Andrei, a 32-year-old IT consultant, is used to being laughed at when he tries to explain why buttons scare him so much. Especially on shirts and jackets.
“I worked in a corporate environment where there are a lot of people in suits and wherever you look, there are buttons everywhere. For me, it’s like being locked in a burning building or drowning when you can’t swim, ”he says. His voice breaks down at the thought of rooms where buttons can be seen at every turn.
Andrey suffers from kumpunophobia – fear of buttons. It is not as common as some other phobias, but on average affects one person in 75,000. Kumpunophobes complain of losing contact with family and friends because they cannot attend weddings and funerals. They often quit their careers and are forced to switch to remote work.
Phobias are treated with cognitive behavioral therapy. This method involves contact with the object of fear.
Phobias are irrational fears. They are simple: fear of a specific object, as in the case of Andrey, and complex, when fear is associated with a certain situation or circumstances. Often, those who suffer from a phobia are faced with ridicule, so many prefer not to advertise their condition and do without treatment.
“I thought they would just laugh at me in the doctor’s office,” Andrey admits. – I understood: everything is very serious, but I did not know how to explain what was happening to me, and at the same time not look like an idiot.
Another reason why people do not go to the doctor is the treatment itself. Most often, phobias are treated with cognitive-behavioral therapy, and this method involves contact with the object of fear. Phobia develops when the brain gets used to reacting to certain harmless situations (say, a little spider) with a “fight or flight” stress mechanism. This can cause panic attacks, heart palpitations, tantrums, or an irresistible urge to run away. Working with the object of fear suggests that if the patient gradually gets used to calmly reacting to the sight of the same spider – or even holding it in his hands, the program will “reboot”. However, having to face your nightmare face to face is certainly daunting.
There are millions of people with phobias, but the causes of their occurrence and the methods of treatment are very little understood. Nicky Leadbetter, executive director of Anxiety UK (an anxiety and neurosis organization), has suffered from phobias herself and strongly supports CBT, but believes it needs to be improved, and without further research it is impossible.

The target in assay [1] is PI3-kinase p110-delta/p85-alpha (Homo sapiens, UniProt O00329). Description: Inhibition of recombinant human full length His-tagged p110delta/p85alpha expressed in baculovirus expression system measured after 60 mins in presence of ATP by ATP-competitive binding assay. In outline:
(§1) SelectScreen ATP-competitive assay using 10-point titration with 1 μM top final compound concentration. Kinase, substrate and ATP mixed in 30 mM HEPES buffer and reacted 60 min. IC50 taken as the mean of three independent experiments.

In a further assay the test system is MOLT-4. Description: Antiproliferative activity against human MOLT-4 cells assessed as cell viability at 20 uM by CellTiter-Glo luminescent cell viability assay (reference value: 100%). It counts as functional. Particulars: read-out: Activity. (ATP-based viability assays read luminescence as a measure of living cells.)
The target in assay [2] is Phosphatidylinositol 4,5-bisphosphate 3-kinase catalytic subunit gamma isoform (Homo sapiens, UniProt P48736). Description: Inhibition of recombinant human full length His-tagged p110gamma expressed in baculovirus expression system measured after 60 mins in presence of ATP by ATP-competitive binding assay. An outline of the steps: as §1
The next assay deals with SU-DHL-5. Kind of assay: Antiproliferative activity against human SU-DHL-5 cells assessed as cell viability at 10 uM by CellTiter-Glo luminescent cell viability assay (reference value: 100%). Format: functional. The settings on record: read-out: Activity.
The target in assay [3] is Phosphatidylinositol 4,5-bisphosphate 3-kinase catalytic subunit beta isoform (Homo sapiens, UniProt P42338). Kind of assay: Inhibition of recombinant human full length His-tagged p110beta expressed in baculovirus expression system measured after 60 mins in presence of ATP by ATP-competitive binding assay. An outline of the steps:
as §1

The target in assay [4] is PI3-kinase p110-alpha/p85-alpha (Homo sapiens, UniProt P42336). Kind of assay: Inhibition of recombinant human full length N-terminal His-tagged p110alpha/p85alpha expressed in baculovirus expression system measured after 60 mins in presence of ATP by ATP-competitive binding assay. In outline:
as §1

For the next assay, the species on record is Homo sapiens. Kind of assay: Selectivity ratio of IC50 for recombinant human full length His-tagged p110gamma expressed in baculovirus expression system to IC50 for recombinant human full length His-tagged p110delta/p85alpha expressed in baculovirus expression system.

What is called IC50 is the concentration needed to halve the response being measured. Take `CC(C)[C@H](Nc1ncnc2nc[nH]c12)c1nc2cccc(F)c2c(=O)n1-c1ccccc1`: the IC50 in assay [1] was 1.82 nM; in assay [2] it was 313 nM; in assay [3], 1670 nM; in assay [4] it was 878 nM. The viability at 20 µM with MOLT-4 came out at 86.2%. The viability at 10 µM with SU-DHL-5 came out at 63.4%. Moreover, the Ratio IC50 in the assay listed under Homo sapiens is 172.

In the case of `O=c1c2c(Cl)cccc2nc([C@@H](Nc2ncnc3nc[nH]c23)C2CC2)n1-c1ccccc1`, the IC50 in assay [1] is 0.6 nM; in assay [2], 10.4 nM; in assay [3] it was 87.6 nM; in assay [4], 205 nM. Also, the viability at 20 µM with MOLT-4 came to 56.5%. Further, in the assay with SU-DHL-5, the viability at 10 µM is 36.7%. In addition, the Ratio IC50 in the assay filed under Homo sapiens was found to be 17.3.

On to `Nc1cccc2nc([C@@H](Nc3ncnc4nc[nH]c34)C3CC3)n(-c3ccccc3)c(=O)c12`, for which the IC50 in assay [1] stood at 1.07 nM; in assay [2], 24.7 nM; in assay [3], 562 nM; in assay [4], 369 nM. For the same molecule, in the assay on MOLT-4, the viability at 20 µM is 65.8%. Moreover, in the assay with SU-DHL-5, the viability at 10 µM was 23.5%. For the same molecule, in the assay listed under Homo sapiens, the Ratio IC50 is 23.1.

“I remember the times when anxiety was considered in conjunction with depression, although these are completely different diseases. We have worked hard to ensure that anxiety neurosis is considered an independent disorder, and no less dangerous to health. It’s the same with phobias, says Leadbetter. – In the media space, phobias are perceived as something funny, frivolous, and this attitude penetrates into medicine. It seems to me that this is why there is now so little scientific research on the topic. “
Margarita is 25 years old, she is a marketing manager. She is afraid of heights. Even at the sight of a long flight of stairs, she begins to shake, her heart is pounding and she wants only one thing – to run away. She asked for professional help when she was planning to move in with her boyfriend and could not find an apartment on the ground floor.
Her treatment included various exercises. For example, it was necessary to go up the elevator every day, and every week to add a floor. The phobia has not completely disappeared, but now the girl can cope with the fear.
Cognitive behavioral therapy has been successful in many cases, but some experts are cautious about it.
Guy Baglow, director of the MindSpa Phobia Clinic in London, states: “Cognitive Behavior Therapy corrects thoughts and beliefs. It works great in different conditions, but I don’t think it is effective for phobias. In many patients, contact with the phobic object only strengthened the reaction we wanted to reverse. Cognitive behavioral therapy addresses active consciousness, teaches a person to look for reasonable arguments against fear. But most people know that a phobia is irrational, so this approach doesn’t always work. “
“It’s sad to know that while my friends were joking about my oddities, I was fighting with my own brain.”
Despite his fears, Andrei still told the doctor about his problem. He was referred to a consultant. “She was very nice, but I had to wait a whole month to get a half-hour consultation over the phone. And even after that, I was only assigned a 45 minute session every two weeks. By that time, I was already afraid to leave the house. “
However, at home Andrei did not leave anxiety either. He could not watch TV, could not go to the cinema: what if a button is shown on the screen in close-up? He needed urgent help. “I moved in with my parents again and spent a lot of money on intensive care, but after a couple of sessions where I was shown images of buttons, I panicked. For weeks I could not get these pictures out of my head, I was constantly terrified. Therefore, he did not continue the treatment. “
But lately Andrey’s condition has improved. For the first time in his life, he bought himself jeans with a button closure. “I am so lucky to have a family that supports me. Without this support, I would probably be considering suicide, ”he says. – Now it is so sad to realize that while friends were joking about my oddities and tweaking pranks, I was fighting with my own brain. It’s terribly hard, it’s stressful. Hardly anyone would find it funny. “